Foods Loaded With Vitamin C and Beta-Carotene May Fight Dementia
A new study lends credence to the premise that the forgetfulness, cognitive decline and lack of orientation associated with aging are not necessarily inevitable. Published in Journal of Alzheimer’s Disease, the research suggests that eating food sources of vitamin C and beta-carotene might prevent the onset and development of dementia and Alzheimer’s disease.
An affliction shared by 5.4 million Americans, Alzheimer’s disease is a neurodegenerative disorder caused by a buildup of toxic plaque in the brain, leading to nerve cell damage. Although the exact cause of the plaque accumulation has not been determined, researchers believe that the main agent responsible for it is free radicals, which are highly reactive molecules that harm the cells. If this is so, it is logical to assume that antioxidants, which can bind and inactivate free radicals, can fight the plaque that produces the devastating symptoms.
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In order to stave off Alzheimer’s disease, we need to determine the risk factors, says lead author, Gabriele Nagel. Postulating that low dietary antioxidants could play a role in the disease, researchers set out to explore this possibility.
Conducted at the University of Ulm in Germany, the study involved elderly adults between 65 to 90 years old who underwent neuropsychological evaluation and provided information regarding their lifestyle. Examining the blood of 158 healthy participants and 74 participants with mild dementia, researchers measured the serum concentration levels of vitamin C, vitamin E and beta-carotene, as well as coenzyme Q10 and lycopene.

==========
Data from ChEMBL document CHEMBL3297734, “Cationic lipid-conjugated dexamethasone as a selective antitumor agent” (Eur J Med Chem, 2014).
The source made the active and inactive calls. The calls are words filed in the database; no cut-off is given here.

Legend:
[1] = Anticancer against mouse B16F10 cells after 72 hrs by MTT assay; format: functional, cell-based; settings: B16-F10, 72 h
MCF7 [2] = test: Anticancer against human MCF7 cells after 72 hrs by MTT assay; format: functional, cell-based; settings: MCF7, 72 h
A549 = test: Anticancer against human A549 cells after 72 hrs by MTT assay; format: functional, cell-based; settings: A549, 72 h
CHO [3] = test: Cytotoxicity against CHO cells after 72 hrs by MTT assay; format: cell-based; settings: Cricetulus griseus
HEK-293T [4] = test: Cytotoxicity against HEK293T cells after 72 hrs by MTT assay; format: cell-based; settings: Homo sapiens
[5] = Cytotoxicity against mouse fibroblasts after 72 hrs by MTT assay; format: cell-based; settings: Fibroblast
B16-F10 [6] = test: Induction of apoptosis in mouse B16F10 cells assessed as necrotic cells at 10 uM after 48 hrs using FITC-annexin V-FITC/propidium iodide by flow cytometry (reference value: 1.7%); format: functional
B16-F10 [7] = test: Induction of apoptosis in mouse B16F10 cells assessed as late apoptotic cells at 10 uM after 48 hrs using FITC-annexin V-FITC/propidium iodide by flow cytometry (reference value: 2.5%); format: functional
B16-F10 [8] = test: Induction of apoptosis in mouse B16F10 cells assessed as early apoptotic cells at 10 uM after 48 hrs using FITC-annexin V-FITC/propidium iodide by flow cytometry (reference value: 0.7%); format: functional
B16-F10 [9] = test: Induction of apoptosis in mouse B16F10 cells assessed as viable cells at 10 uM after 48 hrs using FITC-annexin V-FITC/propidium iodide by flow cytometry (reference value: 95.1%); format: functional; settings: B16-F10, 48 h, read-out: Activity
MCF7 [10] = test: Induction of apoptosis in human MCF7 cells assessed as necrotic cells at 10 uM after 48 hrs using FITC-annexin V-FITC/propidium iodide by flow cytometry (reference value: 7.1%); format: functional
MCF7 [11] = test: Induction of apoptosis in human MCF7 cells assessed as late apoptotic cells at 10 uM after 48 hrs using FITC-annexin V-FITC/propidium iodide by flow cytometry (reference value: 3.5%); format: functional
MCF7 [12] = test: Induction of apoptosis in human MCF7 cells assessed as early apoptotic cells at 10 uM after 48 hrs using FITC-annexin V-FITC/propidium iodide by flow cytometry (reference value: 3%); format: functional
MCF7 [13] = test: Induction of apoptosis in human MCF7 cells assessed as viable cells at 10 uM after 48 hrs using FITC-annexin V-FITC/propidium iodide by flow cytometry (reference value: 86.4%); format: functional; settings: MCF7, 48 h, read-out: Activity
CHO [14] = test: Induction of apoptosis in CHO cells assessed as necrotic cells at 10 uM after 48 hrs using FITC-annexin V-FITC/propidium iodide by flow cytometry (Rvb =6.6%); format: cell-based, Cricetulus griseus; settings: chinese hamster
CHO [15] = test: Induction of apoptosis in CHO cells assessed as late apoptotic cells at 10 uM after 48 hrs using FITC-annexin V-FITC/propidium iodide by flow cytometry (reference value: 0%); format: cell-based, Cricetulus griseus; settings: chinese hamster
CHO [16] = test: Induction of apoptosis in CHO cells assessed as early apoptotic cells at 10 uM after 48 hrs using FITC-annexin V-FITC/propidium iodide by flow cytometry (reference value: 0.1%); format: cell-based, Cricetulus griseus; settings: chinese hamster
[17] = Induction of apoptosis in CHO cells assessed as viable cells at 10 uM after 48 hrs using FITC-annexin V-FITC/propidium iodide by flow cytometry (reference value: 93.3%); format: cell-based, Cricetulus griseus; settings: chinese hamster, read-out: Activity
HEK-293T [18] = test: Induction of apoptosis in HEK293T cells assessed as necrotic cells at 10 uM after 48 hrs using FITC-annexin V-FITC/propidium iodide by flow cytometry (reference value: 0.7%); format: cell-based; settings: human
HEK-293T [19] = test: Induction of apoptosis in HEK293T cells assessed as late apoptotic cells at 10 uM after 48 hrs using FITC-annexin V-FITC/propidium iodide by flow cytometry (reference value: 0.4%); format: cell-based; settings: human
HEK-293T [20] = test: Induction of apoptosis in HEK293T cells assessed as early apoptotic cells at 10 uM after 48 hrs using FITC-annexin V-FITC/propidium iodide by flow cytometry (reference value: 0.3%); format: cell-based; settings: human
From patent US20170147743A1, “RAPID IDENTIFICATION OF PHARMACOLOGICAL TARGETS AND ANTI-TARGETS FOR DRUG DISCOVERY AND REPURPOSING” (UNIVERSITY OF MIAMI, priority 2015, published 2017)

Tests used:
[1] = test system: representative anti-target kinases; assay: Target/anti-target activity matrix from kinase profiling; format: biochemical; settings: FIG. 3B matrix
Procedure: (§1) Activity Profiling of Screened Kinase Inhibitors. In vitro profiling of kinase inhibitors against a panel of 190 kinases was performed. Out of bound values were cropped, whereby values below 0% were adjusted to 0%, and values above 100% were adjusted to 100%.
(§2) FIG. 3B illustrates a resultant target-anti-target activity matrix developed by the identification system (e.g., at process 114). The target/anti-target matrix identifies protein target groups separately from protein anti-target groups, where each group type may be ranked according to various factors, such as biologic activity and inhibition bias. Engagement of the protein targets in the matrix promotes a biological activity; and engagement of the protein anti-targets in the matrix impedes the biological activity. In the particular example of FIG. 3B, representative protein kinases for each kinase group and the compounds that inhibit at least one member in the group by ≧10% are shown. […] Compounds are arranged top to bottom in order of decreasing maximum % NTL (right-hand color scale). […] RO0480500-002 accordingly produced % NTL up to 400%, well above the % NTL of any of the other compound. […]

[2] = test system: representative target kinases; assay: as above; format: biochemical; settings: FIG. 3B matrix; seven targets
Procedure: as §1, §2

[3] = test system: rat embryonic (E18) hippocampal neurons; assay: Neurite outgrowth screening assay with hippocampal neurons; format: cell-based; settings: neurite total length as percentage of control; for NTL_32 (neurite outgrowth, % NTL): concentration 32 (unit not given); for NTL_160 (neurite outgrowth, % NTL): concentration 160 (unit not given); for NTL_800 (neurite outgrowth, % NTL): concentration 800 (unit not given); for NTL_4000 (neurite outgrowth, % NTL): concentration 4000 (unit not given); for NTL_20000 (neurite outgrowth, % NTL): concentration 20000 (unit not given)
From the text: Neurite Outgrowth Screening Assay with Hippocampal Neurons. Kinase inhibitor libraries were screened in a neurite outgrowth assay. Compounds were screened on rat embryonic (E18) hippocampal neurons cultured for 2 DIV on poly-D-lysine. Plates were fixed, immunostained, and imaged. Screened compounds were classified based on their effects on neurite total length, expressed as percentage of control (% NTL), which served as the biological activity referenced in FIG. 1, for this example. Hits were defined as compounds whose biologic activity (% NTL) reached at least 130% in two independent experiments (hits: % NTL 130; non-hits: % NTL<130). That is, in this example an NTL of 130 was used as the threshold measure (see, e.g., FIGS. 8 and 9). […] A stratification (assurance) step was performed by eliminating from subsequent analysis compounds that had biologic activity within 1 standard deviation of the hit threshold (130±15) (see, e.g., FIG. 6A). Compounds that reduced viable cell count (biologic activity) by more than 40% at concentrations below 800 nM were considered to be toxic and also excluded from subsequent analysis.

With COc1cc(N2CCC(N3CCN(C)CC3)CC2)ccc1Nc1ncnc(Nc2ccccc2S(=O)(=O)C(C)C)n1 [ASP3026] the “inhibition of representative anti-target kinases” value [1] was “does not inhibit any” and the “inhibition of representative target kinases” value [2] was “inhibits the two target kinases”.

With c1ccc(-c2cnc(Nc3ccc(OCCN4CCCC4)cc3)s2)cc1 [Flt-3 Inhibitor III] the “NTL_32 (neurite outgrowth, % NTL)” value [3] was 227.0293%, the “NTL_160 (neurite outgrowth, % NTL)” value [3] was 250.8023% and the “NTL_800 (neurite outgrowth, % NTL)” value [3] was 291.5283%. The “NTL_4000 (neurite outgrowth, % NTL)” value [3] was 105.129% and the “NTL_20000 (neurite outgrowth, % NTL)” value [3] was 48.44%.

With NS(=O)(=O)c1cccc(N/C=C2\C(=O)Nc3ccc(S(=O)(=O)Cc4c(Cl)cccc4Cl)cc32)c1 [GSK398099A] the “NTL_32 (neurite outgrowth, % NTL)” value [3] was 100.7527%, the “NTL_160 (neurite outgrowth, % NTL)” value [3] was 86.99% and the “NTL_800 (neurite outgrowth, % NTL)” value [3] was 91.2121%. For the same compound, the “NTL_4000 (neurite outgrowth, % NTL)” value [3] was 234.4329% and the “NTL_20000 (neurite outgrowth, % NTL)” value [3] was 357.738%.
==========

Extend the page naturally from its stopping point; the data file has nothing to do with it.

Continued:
The results were interesting. After comparing the levels of gender-matched adults of the same age, the findings revealed the serum concentrations of vitamin C and beta-carotene in the dementia patients were significantly lower than levels in the blood of healthy individuals. No differences were found in serum levels of the other three antioxidants.
Further studies with a larger number of participants are needed to verify the finding that dietary sources of vitamin C and beta-carotene may fight dementia and Alzheimer’s disease, states Nagel. Vitamin C can be found in oranges and grapefruit, in addition to lemons and limes, while beta-carotene is present in carrots, apricots and spinach.
Mary West is a natural health enthusiast, as she believes this area can profoundly enhance wellness. She is the creator of a natural healing website where she focuses on solutions to health problems that work without side effects. You can visit her site and learn more at http://www.alternativemedicinetruth.com. Ms. West is also the author of Fight Cancer Through Powerful Natural Strategies.